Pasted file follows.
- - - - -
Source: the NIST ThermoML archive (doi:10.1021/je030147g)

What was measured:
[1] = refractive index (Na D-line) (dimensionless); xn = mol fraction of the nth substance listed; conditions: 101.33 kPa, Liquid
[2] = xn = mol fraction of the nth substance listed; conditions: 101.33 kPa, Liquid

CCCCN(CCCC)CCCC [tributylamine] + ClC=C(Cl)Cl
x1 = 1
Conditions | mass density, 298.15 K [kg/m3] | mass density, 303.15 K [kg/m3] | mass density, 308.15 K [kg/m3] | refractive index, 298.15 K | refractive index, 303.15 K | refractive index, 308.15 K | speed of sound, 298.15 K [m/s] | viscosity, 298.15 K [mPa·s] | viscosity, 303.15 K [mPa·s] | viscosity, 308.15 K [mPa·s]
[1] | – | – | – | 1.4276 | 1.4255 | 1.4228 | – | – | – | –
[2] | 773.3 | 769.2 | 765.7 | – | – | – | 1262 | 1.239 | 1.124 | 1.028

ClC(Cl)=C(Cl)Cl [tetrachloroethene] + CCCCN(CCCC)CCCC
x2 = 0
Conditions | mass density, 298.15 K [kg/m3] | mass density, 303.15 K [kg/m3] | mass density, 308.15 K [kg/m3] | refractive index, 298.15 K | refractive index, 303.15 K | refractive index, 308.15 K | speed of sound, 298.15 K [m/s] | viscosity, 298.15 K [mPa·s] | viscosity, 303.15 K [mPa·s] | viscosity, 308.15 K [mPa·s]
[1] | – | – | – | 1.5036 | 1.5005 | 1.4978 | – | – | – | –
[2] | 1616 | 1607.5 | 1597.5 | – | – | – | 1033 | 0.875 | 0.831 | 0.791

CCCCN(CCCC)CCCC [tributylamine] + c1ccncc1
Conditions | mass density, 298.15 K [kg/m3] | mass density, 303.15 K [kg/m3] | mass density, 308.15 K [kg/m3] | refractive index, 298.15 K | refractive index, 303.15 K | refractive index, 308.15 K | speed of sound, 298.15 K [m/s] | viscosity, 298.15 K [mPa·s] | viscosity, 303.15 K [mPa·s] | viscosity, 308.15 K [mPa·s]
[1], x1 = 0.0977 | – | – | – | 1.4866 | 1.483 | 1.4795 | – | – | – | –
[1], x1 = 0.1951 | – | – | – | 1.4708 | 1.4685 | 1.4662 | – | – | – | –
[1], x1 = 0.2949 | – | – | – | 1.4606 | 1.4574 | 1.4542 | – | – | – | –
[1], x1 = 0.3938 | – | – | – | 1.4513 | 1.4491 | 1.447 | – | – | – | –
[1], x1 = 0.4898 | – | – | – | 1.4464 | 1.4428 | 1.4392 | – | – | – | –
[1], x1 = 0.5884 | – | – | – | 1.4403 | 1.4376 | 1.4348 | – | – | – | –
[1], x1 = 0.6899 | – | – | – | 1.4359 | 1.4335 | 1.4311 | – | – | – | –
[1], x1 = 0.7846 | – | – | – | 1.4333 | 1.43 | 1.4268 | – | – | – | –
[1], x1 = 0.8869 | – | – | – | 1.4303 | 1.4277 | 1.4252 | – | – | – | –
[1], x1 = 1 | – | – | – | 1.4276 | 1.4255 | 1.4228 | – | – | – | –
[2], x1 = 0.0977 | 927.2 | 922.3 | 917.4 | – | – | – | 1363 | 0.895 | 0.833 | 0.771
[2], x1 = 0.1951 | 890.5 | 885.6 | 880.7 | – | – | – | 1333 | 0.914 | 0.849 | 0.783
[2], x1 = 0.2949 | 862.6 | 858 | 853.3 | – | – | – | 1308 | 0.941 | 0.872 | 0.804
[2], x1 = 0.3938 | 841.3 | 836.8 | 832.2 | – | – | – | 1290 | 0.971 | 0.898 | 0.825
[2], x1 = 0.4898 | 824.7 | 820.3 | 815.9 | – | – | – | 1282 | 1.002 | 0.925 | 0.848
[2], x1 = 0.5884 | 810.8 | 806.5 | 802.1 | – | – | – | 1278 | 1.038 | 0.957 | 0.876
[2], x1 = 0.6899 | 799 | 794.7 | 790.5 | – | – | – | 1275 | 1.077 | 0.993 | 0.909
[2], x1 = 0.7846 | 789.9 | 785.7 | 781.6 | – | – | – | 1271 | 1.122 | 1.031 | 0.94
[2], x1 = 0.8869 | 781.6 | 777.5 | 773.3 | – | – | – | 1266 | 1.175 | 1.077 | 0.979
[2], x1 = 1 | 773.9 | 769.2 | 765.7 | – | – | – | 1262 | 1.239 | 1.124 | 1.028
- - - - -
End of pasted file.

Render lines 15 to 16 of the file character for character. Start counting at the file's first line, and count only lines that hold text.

CCCCN(CCCC)CCCC [tributylamine] + c1ccncc1
Conditions | mass density, 298.15 K [kg/m3] | mass density, 303.15 K [kg/m3] | mass density, 308.15 K [kg/m3] | refractive index, 298.15 K | refractive index, 303.15 K | refractive index, 308.15 K | speed of sound, 298.15 K [m/s] | viscosity, 298.15 K [mPa·s] | viscosity, 303.15 K [mPa·s] | viscosity, 308.15 K [mPa·s]